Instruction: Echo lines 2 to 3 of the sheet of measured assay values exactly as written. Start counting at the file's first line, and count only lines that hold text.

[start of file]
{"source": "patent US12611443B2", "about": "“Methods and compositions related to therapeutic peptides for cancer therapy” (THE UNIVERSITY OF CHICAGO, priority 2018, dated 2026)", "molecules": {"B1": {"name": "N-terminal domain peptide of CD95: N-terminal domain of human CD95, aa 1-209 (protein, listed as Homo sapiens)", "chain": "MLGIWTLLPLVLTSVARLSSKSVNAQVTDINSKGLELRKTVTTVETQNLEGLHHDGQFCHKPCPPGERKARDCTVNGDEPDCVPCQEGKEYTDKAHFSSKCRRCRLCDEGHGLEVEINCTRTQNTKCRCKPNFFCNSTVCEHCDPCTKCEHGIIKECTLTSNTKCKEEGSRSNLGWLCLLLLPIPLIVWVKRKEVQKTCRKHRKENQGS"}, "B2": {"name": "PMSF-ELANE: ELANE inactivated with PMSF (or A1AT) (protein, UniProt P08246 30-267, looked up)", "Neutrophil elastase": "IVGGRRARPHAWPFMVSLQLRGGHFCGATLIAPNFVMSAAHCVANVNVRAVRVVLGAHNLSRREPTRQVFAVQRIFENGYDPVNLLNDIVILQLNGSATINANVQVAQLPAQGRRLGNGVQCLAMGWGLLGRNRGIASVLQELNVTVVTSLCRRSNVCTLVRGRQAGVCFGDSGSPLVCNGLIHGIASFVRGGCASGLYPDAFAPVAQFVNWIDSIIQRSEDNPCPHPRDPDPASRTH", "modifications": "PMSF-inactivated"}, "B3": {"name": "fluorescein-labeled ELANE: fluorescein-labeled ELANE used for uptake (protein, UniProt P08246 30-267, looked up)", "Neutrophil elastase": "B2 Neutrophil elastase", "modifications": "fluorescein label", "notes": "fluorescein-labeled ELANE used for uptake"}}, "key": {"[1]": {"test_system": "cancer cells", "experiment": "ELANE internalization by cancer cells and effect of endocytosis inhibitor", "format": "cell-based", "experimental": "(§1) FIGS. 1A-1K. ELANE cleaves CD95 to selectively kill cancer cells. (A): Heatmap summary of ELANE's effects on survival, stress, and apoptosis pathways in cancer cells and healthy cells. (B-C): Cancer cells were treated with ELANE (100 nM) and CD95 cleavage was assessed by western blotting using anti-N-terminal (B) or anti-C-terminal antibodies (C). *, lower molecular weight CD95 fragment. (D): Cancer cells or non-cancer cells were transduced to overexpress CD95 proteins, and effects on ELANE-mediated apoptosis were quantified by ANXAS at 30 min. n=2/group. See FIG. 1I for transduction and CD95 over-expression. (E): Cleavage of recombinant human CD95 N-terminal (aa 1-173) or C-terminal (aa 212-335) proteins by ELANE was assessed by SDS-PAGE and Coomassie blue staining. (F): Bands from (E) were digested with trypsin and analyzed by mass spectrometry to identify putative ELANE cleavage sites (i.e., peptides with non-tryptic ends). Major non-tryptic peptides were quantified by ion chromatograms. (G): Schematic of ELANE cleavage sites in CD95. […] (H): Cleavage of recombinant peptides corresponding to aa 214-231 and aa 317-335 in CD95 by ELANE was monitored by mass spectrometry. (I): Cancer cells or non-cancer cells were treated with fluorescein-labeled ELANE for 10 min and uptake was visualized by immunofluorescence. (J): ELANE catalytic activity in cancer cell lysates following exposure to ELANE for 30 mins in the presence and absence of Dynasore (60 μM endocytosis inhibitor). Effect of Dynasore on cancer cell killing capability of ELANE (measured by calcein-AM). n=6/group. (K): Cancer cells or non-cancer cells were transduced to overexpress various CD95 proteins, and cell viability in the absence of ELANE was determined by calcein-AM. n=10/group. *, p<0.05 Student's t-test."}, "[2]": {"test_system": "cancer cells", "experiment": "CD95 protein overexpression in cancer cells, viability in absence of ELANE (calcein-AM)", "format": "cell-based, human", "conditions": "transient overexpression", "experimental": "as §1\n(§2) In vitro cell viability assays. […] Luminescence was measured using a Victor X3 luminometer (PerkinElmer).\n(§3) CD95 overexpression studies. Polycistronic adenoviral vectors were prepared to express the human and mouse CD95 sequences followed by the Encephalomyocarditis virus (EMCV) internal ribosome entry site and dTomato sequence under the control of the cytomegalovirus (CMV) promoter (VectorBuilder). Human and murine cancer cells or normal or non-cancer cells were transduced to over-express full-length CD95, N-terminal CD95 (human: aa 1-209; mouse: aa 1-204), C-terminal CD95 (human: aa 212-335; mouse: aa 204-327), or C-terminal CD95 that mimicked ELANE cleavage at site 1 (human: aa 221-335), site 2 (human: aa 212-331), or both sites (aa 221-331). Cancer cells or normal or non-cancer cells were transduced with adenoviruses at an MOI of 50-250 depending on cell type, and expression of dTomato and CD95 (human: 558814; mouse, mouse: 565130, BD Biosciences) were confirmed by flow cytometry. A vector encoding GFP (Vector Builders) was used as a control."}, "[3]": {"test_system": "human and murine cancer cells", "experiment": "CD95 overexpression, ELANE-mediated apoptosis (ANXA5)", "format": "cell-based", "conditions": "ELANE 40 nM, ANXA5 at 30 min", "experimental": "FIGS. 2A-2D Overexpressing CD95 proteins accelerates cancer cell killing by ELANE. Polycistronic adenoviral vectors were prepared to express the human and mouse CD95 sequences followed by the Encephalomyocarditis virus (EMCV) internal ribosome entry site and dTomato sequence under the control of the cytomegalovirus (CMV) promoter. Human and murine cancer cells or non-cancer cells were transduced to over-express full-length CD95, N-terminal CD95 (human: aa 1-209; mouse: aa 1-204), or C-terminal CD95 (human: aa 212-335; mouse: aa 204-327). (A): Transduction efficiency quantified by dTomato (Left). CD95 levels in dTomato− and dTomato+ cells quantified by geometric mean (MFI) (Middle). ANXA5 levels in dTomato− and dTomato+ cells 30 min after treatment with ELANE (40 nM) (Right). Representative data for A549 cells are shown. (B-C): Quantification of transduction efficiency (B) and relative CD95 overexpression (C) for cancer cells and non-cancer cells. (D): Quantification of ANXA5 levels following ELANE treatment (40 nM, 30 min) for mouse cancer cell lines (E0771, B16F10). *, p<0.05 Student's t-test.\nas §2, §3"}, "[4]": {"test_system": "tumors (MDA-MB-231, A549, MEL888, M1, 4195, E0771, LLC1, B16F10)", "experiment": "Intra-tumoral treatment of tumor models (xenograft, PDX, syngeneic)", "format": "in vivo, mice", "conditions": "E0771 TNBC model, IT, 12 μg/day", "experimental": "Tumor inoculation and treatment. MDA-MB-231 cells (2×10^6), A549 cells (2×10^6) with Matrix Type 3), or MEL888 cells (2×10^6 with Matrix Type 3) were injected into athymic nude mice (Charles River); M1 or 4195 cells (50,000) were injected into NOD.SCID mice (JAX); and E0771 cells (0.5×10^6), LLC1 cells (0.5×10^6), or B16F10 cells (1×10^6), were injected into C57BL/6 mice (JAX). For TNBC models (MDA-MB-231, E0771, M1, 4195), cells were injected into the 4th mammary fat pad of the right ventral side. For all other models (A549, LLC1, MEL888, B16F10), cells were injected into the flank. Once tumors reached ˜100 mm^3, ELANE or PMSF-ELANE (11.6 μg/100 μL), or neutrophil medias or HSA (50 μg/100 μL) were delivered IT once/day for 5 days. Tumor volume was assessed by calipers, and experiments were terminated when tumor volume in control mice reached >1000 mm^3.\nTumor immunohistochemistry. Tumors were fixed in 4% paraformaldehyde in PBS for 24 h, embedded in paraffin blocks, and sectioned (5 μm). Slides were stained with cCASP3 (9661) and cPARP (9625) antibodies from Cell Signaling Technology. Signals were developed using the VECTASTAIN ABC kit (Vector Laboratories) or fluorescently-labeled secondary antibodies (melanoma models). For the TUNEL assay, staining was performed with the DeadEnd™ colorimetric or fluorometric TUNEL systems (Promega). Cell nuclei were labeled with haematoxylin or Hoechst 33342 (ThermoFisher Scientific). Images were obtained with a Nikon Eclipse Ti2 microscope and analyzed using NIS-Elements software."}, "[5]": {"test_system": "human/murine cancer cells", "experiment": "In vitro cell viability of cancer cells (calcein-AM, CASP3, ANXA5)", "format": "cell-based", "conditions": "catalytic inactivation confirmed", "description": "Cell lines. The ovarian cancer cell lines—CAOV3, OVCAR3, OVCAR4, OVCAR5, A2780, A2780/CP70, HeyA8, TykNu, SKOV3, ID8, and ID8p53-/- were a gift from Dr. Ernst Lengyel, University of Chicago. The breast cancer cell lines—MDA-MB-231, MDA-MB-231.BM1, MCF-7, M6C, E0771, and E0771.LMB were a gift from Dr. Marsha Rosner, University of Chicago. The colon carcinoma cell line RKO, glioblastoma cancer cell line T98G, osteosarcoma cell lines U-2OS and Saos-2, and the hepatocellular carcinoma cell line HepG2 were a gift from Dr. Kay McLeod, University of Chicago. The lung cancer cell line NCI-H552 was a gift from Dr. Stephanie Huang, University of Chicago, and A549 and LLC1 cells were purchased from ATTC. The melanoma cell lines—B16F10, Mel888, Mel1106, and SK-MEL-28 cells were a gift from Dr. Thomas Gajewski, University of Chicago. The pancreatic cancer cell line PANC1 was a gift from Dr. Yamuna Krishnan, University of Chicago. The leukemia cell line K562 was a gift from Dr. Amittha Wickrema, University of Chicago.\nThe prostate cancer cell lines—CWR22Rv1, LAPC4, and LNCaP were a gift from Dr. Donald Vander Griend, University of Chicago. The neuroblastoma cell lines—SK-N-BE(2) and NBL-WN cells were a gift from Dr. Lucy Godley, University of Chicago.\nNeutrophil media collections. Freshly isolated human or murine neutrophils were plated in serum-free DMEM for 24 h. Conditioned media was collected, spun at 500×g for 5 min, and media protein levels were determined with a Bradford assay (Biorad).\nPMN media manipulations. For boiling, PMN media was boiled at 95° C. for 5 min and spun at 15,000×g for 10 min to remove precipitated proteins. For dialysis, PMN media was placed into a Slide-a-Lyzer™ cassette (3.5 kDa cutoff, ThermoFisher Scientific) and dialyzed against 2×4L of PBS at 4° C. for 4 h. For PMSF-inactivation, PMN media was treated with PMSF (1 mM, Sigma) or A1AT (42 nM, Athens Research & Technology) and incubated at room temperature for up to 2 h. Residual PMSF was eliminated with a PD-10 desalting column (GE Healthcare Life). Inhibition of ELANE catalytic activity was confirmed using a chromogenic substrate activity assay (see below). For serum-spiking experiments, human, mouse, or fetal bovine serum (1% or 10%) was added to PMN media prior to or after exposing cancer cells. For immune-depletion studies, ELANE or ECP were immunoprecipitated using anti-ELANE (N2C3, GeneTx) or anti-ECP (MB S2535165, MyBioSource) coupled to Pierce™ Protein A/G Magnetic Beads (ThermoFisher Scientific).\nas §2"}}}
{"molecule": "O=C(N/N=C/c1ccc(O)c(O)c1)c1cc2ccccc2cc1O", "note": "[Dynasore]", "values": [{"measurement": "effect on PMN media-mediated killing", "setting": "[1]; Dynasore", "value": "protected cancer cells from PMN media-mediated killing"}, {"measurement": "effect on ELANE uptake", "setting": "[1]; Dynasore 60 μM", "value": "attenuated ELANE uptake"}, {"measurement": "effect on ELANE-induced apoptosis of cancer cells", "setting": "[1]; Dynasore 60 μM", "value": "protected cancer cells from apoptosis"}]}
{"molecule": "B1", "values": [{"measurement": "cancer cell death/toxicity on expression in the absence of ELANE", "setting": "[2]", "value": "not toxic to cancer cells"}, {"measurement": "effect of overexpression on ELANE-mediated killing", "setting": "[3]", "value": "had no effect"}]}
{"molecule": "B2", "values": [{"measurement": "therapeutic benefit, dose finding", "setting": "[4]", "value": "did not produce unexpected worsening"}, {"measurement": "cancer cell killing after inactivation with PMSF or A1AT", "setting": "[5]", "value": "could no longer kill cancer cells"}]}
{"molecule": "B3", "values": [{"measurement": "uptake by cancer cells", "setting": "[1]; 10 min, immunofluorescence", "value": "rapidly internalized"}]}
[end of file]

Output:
{"molecule": "O=C(N/N=C/c1ccc(O)c(O)c1)c1cc2ccccc2cc1O", "note": "[Dynasore]", "values": [{"measurement": "effect on PMN media-mediated killing", "setting": "[1]; Dynasore", "value": "protected cancer cells from PMN media-mediated killing"}, {"measurement": "effect on ELANE uptake", "setting": "[1]; Dynasore 60 μM", "value": "attenuated ELANE uptake"}, {"measurement": "effect on ELANE-induced apoptosis of cancer cells", "setting": "[1]; Dynasore 60 μM", "value": "protected cancer cells from apoptosis"}]}
{"molecule": "B1", "values": [{"measurement": "cancer cell death/toxicity on expression in the absence of ELANE", "setting": "[2]", "value": "not toxic to cancer cells"}, {"measurement": "effect of overexpression on ELANE-mediated killing", "setting": "[3]", "value": "had no effect"}]}